Matt Byrne

Matt Byrne



The ATO has ramped up it’s post-COVID debt recovery with the latest tool being the disclosure of tax debts to credit reporting agencies. The takeaway message, proactively engage with the ATO. 

In Detail

As at 30 June 2021, the ATO had $24.3 billion of collectable debt from small businesses up $7.8 billion from the same time in 2019. During COVID, the ATO relaxed it’s debt collection activities, however, now that the economy is in recovery mode, the ATO has stepped up its efforts to collect this debt.

The ATO has always had several tools to collect unpaid debt including garnishee notices, director penalty notices or procedures to wind up the entity. They’ve now added another tool to the chest…disclosure of tax debts. 

Where your tax debt is more than $100,000 and has been overdue for more than 90 days, this debt may be reported to credit reporting bureaus unless you repay the debt or engage with the ATO and enter a payment arrangement. Businesses that fall into this category are likely to receive (if they haven’t got it already) a notice from the ATO given a 28 day heads up that their debts will be disclosed.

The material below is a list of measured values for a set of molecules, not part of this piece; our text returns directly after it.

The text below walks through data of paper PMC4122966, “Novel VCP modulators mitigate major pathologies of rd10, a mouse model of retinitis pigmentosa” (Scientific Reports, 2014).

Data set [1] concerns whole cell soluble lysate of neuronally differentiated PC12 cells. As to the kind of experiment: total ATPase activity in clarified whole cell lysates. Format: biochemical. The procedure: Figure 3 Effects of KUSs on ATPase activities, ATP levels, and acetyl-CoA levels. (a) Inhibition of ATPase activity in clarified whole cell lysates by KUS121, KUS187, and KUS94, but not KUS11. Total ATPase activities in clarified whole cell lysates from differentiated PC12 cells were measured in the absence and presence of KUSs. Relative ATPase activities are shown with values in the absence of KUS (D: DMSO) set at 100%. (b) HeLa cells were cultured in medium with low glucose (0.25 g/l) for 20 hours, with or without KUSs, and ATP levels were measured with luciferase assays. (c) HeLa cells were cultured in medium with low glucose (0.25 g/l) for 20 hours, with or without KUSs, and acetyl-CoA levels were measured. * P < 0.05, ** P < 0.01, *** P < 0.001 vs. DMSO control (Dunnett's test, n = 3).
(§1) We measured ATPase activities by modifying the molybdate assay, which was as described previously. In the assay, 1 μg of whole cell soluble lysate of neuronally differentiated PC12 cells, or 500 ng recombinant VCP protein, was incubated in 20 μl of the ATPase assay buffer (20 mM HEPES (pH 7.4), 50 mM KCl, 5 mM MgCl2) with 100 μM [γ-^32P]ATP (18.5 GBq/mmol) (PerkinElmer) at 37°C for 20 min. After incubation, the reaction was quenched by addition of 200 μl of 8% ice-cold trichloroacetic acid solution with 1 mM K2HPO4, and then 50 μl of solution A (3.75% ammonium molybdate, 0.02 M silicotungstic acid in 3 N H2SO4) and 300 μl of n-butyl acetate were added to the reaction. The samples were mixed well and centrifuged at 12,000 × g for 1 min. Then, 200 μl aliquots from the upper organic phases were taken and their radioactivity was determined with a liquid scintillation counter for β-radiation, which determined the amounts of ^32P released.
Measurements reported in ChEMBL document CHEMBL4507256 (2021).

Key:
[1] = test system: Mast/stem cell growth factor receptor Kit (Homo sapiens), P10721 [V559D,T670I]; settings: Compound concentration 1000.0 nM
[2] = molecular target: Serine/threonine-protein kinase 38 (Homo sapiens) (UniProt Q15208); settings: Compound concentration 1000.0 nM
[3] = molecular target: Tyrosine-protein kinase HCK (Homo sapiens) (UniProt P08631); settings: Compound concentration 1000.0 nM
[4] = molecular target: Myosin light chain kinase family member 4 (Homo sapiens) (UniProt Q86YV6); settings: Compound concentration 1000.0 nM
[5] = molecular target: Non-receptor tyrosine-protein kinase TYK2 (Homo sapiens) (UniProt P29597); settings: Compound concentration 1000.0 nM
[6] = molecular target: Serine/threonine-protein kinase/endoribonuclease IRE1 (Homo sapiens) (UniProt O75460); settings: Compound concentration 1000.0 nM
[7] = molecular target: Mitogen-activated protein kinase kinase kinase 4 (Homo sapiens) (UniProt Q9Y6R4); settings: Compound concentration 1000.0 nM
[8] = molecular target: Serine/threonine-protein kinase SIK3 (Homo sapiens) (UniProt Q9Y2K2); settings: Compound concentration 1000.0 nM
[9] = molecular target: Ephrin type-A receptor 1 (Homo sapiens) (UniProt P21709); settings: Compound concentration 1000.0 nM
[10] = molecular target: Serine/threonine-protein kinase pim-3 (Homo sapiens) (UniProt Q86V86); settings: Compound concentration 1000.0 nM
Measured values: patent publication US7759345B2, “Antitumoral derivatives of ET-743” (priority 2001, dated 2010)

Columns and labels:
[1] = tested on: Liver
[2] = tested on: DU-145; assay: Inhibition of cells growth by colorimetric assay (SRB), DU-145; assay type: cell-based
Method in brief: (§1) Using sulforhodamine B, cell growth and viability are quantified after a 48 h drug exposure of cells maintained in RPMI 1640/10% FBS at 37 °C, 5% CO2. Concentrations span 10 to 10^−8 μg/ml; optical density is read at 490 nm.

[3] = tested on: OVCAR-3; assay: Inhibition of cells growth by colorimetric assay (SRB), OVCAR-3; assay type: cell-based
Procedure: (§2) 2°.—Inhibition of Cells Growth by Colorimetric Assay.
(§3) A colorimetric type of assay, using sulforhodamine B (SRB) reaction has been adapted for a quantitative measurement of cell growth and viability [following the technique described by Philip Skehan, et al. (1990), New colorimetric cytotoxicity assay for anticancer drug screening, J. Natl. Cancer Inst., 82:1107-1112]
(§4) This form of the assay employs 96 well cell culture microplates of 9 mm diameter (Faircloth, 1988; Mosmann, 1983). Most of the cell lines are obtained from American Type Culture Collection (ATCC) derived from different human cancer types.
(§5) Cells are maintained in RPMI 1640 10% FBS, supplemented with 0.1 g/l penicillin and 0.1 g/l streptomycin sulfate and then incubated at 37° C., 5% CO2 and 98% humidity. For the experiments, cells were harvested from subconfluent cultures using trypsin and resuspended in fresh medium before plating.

Most small businesses will have debt below $100,000 so this new measure won’t impact most businesses. However, this is evidence of the ATO ramping up their debt recovery and so, regardless of the amount of your debt, it’s important that you proactively engage with the ATO to avoid any of these debt recovery actions. In our experience, if the communication lines are open, you can generally get a favourable payment plan with the ATO (or if you don’t call back and get a different ATO officer!).

If you’re having issues with ATO debts, reach out to the team at Day One Advisory to help negotiate a payment arrangement with the ATO.

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